CHICAGO - An activist who said she was harassed by State Senator Ira Silverstein is speaking out after the legislative inspector general determined that Silverstein's comments to were inappropriate, but not harassment.
Denise Rotheimer accepts the conclusions of the report, but not how her claims were investigated. She said the legislative inspector general's report sets up a narrative of victim blaming.
"The accused has all the rights and the whole process is designed to protect the accused," Rotheimer said.
It's a process Rotheimer regrets going through after accusing Silverstein of inappropriate behavior while working with him to pass a bill. On Monday, the victims' rights advocate blasted the inspector general's report that concluded Silverstein's behavior was unbecoming of a legislator, but not sexual harassment.
"I'm not here to debate her decision, I'm just here to say the public deserves to have a complete record of a full investigation," Rotheimer said.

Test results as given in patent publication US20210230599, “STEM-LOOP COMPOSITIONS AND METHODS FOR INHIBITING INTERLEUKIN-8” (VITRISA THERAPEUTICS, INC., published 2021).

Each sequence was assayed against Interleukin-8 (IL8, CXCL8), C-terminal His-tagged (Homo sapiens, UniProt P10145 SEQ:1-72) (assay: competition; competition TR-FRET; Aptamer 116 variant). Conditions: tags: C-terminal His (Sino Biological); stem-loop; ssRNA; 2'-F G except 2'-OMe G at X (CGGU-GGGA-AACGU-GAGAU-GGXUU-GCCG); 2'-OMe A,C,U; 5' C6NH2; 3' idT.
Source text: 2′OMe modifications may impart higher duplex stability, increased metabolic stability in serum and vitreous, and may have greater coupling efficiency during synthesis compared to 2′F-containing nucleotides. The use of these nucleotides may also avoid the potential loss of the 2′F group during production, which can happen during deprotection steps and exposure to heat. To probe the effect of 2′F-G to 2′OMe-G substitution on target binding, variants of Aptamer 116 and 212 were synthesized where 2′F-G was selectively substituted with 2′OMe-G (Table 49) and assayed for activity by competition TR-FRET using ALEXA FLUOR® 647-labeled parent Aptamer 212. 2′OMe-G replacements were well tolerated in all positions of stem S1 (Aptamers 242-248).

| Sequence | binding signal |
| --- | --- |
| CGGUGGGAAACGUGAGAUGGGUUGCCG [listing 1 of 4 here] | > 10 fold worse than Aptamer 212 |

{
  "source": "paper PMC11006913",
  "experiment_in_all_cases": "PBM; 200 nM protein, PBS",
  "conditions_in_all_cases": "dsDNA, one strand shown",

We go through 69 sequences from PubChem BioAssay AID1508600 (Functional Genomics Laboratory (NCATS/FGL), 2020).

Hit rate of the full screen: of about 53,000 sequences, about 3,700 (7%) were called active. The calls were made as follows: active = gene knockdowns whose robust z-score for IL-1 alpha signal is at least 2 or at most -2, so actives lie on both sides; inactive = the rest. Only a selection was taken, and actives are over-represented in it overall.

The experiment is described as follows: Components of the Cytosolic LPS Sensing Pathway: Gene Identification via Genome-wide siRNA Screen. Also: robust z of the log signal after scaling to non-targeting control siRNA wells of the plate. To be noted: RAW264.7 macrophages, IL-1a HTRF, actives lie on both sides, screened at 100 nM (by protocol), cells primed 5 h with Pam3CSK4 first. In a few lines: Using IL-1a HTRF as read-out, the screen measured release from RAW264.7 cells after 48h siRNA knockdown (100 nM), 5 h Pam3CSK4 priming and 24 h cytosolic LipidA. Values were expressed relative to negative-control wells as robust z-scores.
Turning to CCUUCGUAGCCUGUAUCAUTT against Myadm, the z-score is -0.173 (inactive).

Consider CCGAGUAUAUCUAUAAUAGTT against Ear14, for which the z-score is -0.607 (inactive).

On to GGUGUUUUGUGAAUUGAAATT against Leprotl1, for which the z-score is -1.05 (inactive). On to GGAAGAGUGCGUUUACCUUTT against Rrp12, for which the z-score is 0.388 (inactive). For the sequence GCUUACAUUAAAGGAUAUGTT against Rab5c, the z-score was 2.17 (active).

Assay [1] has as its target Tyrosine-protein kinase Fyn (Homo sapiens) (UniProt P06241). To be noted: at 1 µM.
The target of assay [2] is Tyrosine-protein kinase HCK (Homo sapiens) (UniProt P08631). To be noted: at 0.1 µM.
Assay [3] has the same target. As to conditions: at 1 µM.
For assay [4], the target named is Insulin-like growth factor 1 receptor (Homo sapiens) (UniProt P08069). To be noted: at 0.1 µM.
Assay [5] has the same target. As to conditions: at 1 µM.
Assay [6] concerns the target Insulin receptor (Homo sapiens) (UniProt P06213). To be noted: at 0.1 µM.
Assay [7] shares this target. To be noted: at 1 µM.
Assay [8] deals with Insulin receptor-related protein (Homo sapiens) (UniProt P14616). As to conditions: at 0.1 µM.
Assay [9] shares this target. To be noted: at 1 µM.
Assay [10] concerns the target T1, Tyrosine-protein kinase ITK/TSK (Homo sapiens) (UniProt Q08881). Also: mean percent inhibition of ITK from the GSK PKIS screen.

Rotheimer said Special Legislative Inspector General Julie Porter failed to look at certain documents and interview all the witnesses involved. Rotheimer said Porter's report sets up a narrative of victim blaming.
"There are many flaws, circumstances of victim blaming, omissions, inconsistencies and contradictions in Porter's report which can be proven with documented evidence," Rotheimer said.
In a written statement, Porter responded, "I fully considered all of the information Ms. Rotheimer chose to provide to me, as well as extensive additional information supplied by 19 other witnesses. I stand by my report (which is a summary, not intended to convey every detail I examined) and its conclusions."
Rotheimer joins a growing chorus of women in Springfield who say the process to report harassment claims must be reformed. State Representative and Republican gubernatorial candidate Jeanne Ives agrees the system gives more rights to the accused than the accuser.
"What my problem is the legislative ethics committee refused to ask Denise Rotheimer to testify," Rep. Ives said.
Complaints filed against state lawmakers are supposed to be taken up by the Legislative Ethics Commission. Critics say the process is often secretive.
So far, Rotheimer is the only woman to publicly accuse a state lawmaker of inappropriate behavior.